UNDER THE MOON

From a British storyteller's repertoire, three stories to tell or read aloud—graceful morality tales about busyness vs companionability, the perils of disobedience, and making altruistic use of ``luck.'' In the title story, a workaholic ``old woman tossed in a basket'' sweeps cobwebs from the sky for the wispy, whispery man in the moon. ``Little Ivan'' is an adaptation of an Eastern European tale of a heedless boy who, tricked by Old Mother Wolf, is rescued by his clever grandmother with the help of a children's band (with plenty of opportunity for audience-supplied sound effects). In ``The Apple Child,'' the well-being of a village is at stake when a nurturing spirit contends with the forces of decay, personified as an ``elder bogle.'' French adheres to the satisfying fairy-tale convention of grouping events into threes. Her dialogue is marked by repetition and delightful snippets of colloquial speech; opening and closing paragraphs are models of artistry, echoing imagery and phrasing while contrasting moods to emphasize happy endings. The outlook is commendably positive and humane; characters move from separation to connection with lots of shivery moments but no violence. Fisher's pen drawings are as timeless, quirky, and lively as the tales. An enchanting trio. (Fiction. 5-8)

Pub Date: April 1, 1994

ISBN: 1-56402-330-3

Page Count: 96

Publisher: Candlewick

Review Posted Online: May 20, 2010

Kirkus Reviews Issue: April 1, 1994

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HELLO, HARVEST MOON

As atmospheric as its companion, Twilight Comes Twice, this tone poem pairs poetically intense writing with luminescent oils featuring widely spaced houses, open lawns, and clumps of autumnal trees, all lit by a huge full moon. Fletcher tracks that moon’s nocturnal path in language rich in metaphor: “With silent slippers / it climbs the night stairs,” “staining earth and sky with a ghostly glow,” lighting up a child’s bedroom, the wings of a small plane, moonflowers, and, ranging further afield, harbor waves and the shells of turtle hatchlings on a beach. Using creamy brushwork and subtly muted colors, Kiesler depicts each landscape, each night creature from Luna moths to a sleepless child and her cat, as well as the great moon sweeping across star-flecked skies, from varied but never vertiginous angles. Closing with moonset, as dawn illuminates the world with a different kind of light, this makes peaceful reading either in season, or on any moonlit night. (Picture book. 6-8)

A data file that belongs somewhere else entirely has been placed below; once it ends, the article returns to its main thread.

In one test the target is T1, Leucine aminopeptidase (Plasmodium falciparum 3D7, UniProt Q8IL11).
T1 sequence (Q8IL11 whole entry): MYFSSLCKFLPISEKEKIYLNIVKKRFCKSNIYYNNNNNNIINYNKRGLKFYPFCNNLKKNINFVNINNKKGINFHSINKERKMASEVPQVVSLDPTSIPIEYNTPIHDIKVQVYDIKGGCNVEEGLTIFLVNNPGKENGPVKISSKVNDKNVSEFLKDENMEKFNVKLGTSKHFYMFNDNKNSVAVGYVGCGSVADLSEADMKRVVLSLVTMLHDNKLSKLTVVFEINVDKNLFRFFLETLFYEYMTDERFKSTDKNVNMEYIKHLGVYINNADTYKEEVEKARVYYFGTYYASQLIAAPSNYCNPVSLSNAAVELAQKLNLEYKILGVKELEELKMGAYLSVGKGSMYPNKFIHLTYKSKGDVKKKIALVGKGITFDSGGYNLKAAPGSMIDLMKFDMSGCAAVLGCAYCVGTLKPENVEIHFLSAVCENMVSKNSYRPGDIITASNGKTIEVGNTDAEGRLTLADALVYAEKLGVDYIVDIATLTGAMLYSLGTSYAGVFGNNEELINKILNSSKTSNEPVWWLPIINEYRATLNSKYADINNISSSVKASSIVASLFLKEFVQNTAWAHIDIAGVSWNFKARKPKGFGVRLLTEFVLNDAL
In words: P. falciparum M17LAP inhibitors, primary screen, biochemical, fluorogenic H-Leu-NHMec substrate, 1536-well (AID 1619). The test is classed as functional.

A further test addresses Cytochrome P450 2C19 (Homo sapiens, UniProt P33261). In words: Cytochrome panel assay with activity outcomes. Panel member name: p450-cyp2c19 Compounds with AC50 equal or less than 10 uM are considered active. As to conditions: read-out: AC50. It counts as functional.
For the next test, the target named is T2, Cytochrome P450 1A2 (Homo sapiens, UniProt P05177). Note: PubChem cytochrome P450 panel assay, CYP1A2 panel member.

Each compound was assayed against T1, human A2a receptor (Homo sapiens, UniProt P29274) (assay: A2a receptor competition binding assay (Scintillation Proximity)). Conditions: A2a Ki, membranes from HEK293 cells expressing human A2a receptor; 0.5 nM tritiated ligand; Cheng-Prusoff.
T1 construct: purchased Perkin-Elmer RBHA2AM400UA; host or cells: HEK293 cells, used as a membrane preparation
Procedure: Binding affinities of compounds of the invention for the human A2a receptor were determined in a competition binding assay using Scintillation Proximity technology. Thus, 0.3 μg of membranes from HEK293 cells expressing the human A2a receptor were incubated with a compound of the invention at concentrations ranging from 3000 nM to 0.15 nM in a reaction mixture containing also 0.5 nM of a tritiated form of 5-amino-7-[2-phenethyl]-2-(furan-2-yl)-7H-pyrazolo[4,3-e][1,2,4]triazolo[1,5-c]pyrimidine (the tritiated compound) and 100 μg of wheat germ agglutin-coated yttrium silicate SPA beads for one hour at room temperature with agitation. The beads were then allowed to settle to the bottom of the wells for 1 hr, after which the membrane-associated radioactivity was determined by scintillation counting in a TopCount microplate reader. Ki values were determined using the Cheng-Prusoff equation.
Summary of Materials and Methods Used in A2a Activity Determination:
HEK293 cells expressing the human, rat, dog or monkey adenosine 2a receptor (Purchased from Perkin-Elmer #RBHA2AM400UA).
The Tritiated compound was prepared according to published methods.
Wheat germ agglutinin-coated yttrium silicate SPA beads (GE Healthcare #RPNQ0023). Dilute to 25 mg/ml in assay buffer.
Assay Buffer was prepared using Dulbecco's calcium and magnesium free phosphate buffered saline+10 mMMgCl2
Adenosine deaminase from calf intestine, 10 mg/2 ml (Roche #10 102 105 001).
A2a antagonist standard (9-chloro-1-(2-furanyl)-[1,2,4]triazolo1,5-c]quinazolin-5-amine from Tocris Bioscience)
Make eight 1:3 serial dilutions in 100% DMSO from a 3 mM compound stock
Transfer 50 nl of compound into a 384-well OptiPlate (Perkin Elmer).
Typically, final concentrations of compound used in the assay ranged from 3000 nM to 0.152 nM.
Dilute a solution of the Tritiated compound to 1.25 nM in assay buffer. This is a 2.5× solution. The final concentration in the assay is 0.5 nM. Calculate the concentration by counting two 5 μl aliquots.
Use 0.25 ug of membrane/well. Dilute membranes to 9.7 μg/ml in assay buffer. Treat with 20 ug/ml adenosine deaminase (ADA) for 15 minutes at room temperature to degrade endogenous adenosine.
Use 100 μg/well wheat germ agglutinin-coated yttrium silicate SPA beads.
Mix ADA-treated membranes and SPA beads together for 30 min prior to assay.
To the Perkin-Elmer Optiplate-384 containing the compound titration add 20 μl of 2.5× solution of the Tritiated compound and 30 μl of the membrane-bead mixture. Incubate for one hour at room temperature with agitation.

Pub Date: Sept. 22, 2003

ISBN: 0-618-16451-0

Page Count: 32

Publisher: Clarion Books

Review Posted Online: May 20, 2010

Kirkus Reviews Issue: Sept. 15, 2003

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IGGY PECK, ARCHITECT

A repressive teacher almost ruins second grade for a prodigy in this amusing, if overwritten, tale. Having shown a fascination with great buildings since constructing a model of the Leaning Tower of Pisa from used diapers at age two, Iggy sinks into boredom after Miss Greer announces, throwing an armload of histories and craft projects into the trash, that architecture will be a taboo subject in her class. Happily, she changes her views when the collapse of a footbridge leaves the picnicking class stranded on an island, whereupon Iggy enlists his mates to build a suspension bridge from string, rulers and fruit roll-ups. Familiar buildings and other structures, made with unusual materials or, on the closing pages, drawn on graph paper, decorate Roberts’s faintly retro cartoon illustrations. They add an audience-broadening element of sophistication—as would Beaty’s decision to cast the text into verse, if it did not result in such lines as “After twelve long days / that passed in a haze / of reading, writing and arithmetic, / Miss Greer took the class / to Blue River Pass / for a hike and an old-fashioned picnic.” Another John Lithgow she is not, nor is Iggy another Remarkable Farkle McBride (2000), but it’s always salutary to see young talent vindicated. (Picture book. 6-8)

Pub Date: Oct. 1, 2007

ISBN: 978-0-8109-1106-2

Page Count: 32

Publisher: Abrams

Review Posted Online: May 20, 2010

Kirkus Reviews Issue: Sept. 15, 2007

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